My academic teaching is structured into semesters. In the curriculum of each particular subject, the realistic cycle of my interaction with students is like 4 months, which gives room to one full mesocycle of training, from conscious incompetence towards conscious competence, plus a little extra time for outlining that conscious incompetence. Logically, I need to structure my teaching into 25% of developing the awareness of skills to form, and 75% of training in those skills.
One of the first syllabuses I am supposed to prepare for the next academic year is ‘Introduction to Management’ for the undergraduate major of film and TV production. It is part of those students’ curriculum for the first year, when, essentially, every subject is an introduction to something. I follow the logic I have just outlined. First of all, what is the initial point of social start, in the world of film and TV production? Someone joins a project, most frequently: the production of a movie, an advertising campaign, the creation of a You Tube channel etc. The route to follow from there? The challenge consists in demonstrably proving one’s value in that project in order to be selected for further projects, rather than maxing out on the profits from this single venture. The next level consists in passing from projects to organisation, i.e. in joining or creating a relatively stable organisation, combining networks and hierarchies, which, in turn, can allow the sprouting of new projects.
Such a path of social movement involves skills centred around the following core episodes: a) quickly and efficiently finding one’s place in a project typical for the world of film and TV production b) starting and managing new projects c) finding one’s place in networks and hierarchies typical for film and TV production and d) possibly developing such an organisation.
Such defined, the introduction to management involves the ability to define social roles and social values, peculiar to the given project and/or organisation, as well as elementary skills in teamwork. As I think of it, the most essential competences in dealing with adversity, like getting one’s s**t together under pressure and forming a realistic plan B, could be helpful.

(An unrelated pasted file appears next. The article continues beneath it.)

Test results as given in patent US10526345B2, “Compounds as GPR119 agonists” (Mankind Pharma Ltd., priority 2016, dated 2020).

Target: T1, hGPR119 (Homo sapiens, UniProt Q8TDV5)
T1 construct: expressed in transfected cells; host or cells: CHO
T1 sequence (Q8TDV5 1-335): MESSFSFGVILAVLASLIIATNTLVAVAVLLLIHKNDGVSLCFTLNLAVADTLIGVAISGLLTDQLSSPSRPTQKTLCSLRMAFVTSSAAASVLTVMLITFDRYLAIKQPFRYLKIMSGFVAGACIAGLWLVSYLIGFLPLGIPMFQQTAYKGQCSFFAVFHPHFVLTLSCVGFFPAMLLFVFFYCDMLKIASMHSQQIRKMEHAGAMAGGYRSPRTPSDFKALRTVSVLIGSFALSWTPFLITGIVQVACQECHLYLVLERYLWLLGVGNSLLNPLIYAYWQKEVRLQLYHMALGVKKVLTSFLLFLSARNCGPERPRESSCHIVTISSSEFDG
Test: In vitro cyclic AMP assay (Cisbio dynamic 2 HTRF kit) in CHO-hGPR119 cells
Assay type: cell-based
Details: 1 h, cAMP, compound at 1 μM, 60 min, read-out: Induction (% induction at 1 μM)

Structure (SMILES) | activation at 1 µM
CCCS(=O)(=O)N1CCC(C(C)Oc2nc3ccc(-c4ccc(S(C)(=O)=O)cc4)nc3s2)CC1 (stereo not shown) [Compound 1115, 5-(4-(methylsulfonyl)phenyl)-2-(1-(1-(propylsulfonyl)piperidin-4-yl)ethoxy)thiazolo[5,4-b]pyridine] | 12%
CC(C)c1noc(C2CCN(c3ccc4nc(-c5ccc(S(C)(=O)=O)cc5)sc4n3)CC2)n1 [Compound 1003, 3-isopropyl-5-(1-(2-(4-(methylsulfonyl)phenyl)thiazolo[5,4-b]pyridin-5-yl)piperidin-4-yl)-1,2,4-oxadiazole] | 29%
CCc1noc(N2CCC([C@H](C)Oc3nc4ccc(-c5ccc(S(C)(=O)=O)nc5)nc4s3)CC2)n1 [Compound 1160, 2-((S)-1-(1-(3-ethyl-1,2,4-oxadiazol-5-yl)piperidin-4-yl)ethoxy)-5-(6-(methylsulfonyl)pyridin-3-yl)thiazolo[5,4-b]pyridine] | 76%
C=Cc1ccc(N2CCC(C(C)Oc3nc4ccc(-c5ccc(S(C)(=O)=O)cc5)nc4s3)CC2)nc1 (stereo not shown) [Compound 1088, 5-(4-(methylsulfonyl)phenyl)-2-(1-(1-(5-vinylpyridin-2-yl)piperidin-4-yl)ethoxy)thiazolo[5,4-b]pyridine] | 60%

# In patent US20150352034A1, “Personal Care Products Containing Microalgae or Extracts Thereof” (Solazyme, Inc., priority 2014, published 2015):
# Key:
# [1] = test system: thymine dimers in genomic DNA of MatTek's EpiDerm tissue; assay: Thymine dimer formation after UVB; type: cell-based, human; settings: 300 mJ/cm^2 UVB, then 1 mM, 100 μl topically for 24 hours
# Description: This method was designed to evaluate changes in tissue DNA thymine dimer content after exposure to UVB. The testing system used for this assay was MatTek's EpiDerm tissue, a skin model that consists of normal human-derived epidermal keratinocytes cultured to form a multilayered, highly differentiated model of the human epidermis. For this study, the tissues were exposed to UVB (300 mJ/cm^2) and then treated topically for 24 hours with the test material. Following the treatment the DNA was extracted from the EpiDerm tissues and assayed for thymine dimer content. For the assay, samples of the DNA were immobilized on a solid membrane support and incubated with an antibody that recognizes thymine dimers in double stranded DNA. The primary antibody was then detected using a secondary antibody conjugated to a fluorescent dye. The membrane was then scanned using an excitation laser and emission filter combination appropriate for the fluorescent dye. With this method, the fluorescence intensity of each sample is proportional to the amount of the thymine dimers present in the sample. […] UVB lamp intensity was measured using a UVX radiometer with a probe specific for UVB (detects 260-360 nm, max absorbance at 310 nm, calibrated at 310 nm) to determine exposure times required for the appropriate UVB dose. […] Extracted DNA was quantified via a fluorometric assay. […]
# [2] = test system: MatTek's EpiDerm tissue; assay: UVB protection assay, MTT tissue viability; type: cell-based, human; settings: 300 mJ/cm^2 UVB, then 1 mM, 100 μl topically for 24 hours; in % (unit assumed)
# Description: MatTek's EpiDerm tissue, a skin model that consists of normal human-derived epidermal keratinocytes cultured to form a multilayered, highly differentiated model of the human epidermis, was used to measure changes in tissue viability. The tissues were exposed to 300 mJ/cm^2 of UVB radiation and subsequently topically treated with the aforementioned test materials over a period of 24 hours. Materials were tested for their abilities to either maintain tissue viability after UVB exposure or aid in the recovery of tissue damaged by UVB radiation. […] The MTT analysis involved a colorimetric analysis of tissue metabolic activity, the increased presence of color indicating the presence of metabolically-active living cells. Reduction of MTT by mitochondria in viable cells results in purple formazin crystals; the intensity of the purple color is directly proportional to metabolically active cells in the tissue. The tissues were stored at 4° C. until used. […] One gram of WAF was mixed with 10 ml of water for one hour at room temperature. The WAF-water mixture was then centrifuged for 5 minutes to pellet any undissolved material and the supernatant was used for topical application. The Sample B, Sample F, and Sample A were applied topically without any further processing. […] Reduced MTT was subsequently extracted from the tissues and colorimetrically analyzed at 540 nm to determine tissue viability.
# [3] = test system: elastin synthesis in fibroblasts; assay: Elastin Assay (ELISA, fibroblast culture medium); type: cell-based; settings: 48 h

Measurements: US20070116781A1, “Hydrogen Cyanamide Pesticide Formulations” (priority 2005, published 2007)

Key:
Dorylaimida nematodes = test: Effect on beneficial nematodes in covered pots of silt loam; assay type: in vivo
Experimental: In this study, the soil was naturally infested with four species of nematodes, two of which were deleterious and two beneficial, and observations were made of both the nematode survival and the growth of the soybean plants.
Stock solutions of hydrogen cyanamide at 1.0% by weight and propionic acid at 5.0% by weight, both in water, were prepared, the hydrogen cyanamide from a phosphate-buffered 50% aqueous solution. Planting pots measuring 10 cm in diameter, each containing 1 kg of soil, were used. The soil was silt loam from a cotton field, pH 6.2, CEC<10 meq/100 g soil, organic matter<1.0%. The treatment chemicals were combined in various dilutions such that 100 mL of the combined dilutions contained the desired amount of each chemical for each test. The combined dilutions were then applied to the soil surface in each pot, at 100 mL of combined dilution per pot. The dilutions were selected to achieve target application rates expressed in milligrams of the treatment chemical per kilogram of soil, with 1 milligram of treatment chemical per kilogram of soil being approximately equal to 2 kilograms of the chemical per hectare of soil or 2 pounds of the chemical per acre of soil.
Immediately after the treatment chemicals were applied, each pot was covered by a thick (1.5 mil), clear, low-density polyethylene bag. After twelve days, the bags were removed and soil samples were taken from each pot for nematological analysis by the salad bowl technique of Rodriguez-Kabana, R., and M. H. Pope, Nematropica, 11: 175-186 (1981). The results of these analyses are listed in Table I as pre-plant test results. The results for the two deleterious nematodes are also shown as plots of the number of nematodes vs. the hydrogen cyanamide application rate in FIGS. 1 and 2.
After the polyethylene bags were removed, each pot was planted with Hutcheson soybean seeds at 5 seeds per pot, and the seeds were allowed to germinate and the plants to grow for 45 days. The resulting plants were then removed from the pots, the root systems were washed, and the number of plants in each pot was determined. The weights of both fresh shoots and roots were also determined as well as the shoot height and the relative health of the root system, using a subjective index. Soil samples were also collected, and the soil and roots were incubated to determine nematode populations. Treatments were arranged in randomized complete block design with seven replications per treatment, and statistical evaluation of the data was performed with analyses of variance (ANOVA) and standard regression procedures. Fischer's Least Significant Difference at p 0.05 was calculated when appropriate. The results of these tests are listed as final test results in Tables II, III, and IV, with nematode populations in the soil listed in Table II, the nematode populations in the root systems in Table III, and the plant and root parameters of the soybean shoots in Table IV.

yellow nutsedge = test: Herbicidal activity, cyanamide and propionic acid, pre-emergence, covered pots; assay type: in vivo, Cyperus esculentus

Good. Roles and values in a project of film and TV production. What comes to my mind in the first place, as I am thinking of it, is once again the teaching of Hans Georg Gadamer, the heavyweight champion of hermeneutic philosophy: historically, art at its best has been a fully commercial enterprise, based on business rules. Concepts such as ‘art for the sake of art’ or ‘pure art’ are relatively new – they emerged by the end of the 19th century – and they are the by-product of another emergence, that of the so-called leisure class, made of people rich enough to afford not to worry about their daily subsistence, and, in the same time, not seriously involved into killing someone in order to stay this way.
One of the first social patterns to teach my students regarding the values of film and TV production is something which, fault of a better word, I call ‘economic base’. It is a value, in this business, to have a relatively predictable stream of income, which is enough for keeping people working on creative projects. The understanding I want my students to form, thus, is precisely this economic base. How much do I need to earn, and how, if I want to keep working on that YT channel long enough for turning it into a business? What kind of job can I do whilst running such a project? How much capital do I need to raise in order to make 50 people work on a movie for 6 months? I think that studying the cases of real businesses in the film and TV production, and building simple business plans on the grounds of those cases can be a good, skill-forming practice.